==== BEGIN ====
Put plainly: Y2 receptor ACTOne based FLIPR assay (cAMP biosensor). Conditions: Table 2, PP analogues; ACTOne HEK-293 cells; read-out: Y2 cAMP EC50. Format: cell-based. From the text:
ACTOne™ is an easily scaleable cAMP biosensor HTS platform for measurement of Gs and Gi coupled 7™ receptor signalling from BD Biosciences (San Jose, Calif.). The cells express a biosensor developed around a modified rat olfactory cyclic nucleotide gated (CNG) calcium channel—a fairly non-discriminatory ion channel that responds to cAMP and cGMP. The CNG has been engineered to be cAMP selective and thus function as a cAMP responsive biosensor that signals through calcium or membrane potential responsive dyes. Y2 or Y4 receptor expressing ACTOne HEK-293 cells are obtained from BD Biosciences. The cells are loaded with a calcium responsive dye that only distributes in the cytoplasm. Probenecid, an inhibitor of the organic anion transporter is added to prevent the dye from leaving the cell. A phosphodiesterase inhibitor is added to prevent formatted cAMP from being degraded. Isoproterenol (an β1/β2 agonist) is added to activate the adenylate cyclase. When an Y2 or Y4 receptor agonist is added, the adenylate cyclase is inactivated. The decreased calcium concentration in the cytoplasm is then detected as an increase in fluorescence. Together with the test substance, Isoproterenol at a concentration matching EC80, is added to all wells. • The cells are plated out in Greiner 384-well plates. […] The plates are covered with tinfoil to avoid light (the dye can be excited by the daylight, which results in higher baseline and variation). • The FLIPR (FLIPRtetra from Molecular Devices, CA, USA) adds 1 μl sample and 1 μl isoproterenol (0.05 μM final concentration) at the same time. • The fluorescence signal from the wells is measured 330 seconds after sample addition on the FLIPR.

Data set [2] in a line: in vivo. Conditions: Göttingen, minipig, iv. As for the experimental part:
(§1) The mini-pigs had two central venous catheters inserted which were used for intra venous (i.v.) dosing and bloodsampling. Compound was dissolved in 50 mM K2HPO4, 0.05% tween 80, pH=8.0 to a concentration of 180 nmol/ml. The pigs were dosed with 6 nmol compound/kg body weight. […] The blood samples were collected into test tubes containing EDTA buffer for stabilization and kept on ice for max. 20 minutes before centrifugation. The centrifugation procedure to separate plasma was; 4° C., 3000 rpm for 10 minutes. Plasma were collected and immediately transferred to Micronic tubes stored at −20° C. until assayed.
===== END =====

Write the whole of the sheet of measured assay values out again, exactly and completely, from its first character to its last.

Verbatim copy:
Put plainly: Y2 receptor ACTOne based FLIPR assay (cAMP biosensor). Conditions: Table 2, PP analogues; ACTOne HEK-293 cells; read-out: Y2 cAMP EC50. Format: cell-based. From the text:
ACTOne™ is an easily scaleable cAMP biosensor HTS platform for measurement of Gs and Gi coupled 7™ receptor signalling from BD Biosciences (San Jose, Calif.). The cells express a biosensor developed around a modified rat olfactory cyclic nucleotide gated (CNG) calcium channel—a fairly non-discriminatory ion channel that responds to cAMP and cGMP. The CNG has been engineered to be cAMP selective and thus function as a cAMP responsive biosensor that signals through calcium or membrane potential responsive dyes. Y2 or Y4 receptor expressing ACTOne HEK-293 cells are obtained from BD Biosciences. The cells are loaded with a calcium responsive dye that only distributes in the cytoplasm. Probenecid, an inhibitor of the organic anion transporter is added to prevent the dye from leaving the cell. A phosphodiesterase inhibitor is added to prevent formatted cAMP from being degraded. Isoproterenol (an β1/β2 agonist) is added to activate the adenylate cyclase. When an Y2 or Y4 receptor agonist is added, the adenylate cyclase is inactivated. The decreased calcium concentration in the cytoplasm is then detected as an increase in fluorescence. Together with the test substance, Isoproterenol at a concentration matching EC80, is added to all wells. • The cells are plated out in Greiner 384-well plates. […] The plates are covered with tinfoil to avoid light (the dye can be excited by the daylight, which results in higher baseline and variation). • The FLIPR (FLIPRtetra from Molecular Devices, CA, USA) adds 1 μl sample and 1 μl isoproterenol (0.05 μM final concentration) at the same time. • The fluorescence signal from the wells is measured 330 seconds after sample addition on the FLIPR.

Data set [2] in a line: in vivo. Conditions: Göttingen, minipig, iv. As for the experimental part:
(§1) The mini-pigs had two central venous catheters inserted which were used for intra venous (i.v.) dosing and bloodsampling. Compound was dissolved in 50 mM K2HPO4, 0.05% tween 80, pH=8.0 to a concentration of 180 nmol/ml. The pigs were dosed with 6 nmol compound/kg body weight. […] The blood samples were collected into test tubes containing EDTA buffer for stabilization and kept on ice for max. 20 minutes before centrifugation. The centrifugation procedure to separate plasma was; 4° C., 3000 rpm for 10 minutes. Plasma were collected and immediately transferred to Micronic tubes stored at −20° C. until assayed.